The movie "Captain Phillips" presents a comparison of leaders in command (an American and a Somali) plunged into a tense struggle for survival. A great contrast is seen between the American captain and the Somali warlord, of whom we only see a glimpse, in how they handle their crew.
The captain understood his role, yet cared for the welfare of his men and ship. The warlord intimidated his crew and used people for his own gain.
Solomon reminds us that a person's character is revealed by how they treat people, and even animals (Prov. 12:10).
Another genuine man-in-command was finally awarded the Medal of Honor for his valor and care for his soldiers. It took four years to be recognized.
Why so long? He spoke the truth and it cost him.
This last example personifies the type of leaders God desires for His kingdom. People who are willing to lay down their lives for others and who uphold the truth.
Of course, this is what we see in Jesus. Many Bible quotes could be given, but I'd prefer you'd discover these on your own by reading the gospels.
Jesus is the epitome of the true servant leader. He knew His role and He showed His great love for His followers, including all humanity.
As far as command, Jesus would be a general, not a captain.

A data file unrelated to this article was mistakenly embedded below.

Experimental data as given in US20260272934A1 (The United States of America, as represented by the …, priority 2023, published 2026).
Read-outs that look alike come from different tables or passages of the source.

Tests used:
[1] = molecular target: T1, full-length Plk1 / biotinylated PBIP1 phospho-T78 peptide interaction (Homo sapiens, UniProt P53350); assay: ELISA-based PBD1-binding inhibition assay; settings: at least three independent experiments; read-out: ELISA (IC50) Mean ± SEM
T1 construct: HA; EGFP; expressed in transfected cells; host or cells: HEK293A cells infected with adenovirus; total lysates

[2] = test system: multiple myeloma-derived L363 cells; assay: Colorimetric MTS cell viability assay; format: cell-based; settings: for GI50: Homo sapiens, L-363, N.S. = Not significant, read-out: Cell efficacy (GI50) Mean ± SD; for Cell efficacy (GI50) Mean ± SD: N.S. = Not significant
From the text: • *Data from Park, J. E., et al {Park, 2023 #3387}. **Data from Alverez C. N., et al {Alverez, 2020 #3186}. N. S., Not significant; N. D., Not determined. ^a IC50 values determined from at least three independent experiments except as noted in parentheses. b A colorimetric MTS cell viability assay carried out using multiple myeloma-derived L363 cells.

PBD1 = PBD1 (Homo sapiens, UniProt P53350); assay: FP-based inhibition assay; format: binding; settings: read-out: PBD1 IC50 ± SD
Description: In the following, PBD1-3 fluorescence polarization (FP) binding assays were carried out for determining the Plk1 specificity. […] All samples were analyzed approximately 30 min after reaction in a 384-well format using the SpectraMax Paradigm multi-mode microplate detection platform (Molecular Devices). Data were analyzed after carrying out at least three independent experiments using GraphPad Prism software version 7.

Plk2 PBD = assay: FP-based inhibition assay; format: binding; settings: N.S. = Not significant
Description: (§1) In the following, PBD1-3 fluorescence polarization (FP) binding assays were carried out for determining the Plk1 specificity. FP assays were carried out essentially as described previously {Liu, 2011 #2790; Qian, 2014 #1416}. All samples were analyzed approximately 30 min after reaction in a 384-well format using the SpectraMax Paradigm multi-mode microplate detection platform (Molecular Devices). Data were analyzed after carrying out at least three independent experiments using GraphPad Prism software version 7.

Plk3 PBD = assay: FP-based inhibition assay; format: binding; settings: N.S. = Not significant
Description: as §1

Jesus is the epitome of the true servant leader
But what about those of us who are not generals?
A leader of leaders
Our classic example, after Jesus, is the apostle Paul. Stripped of his role and authority as a defender of the Jewish faith, he was humbled and set aside for a time (Acts 9:1-9; 26-30). Then God raised him up as a leader of leaders.
This is seen in his admonition to Timothy, his son in the faith—
Timothy, my dear son, be strong through the grace that God gives you in Christ Jesus. You have heard me teach things that have been confirmed by many reliable witnesses.
Now teach these truths to other trustworthy people who will be able to pass them on to others. (2 Tim 2:1-2 NLT)
The text above is what's in my heart for the ministry of Word-Strong because discipleship is more of a way of life than anything else. This is what we see with Jesus and His followers.
The idea is not just teaching and training to raise up leaders, but mentoring people who also mentor others.
Great leaders teach, train, and mentor others who also mentor others
This is what Jesus refers to by calling Himself the Vine—
“I am the vine. You are the branches. Those who live in me while I live in them will produce a lot of fruit. But you can’t produce anything without me.
You give glory to my Father when you produce a lot of fruit and therefore show that you are my disciples. I have appointed you to go, to produce fruit that will last...." (John 15:5, 8, 16 GW)
Results or relationship?
We, generally, focus more on results than the development of our relationship with the Lord. Next week, I want to look at what is vital and essential for discipleship the way Jesus made disciples.
Based on what Jesus says in the text above, what do you see are two vital elements of discipleship?
Keep in mind, the Lord is far more interested in the process of being a disciple than what results from it.
The Lord is far more interested in the process of being a disciple than results
Can our priority for discipleship match the Lord's? Of course... if we're willing to see what the Lord sees as essential to discipleship.
What do you think are two vital elements of discipleship?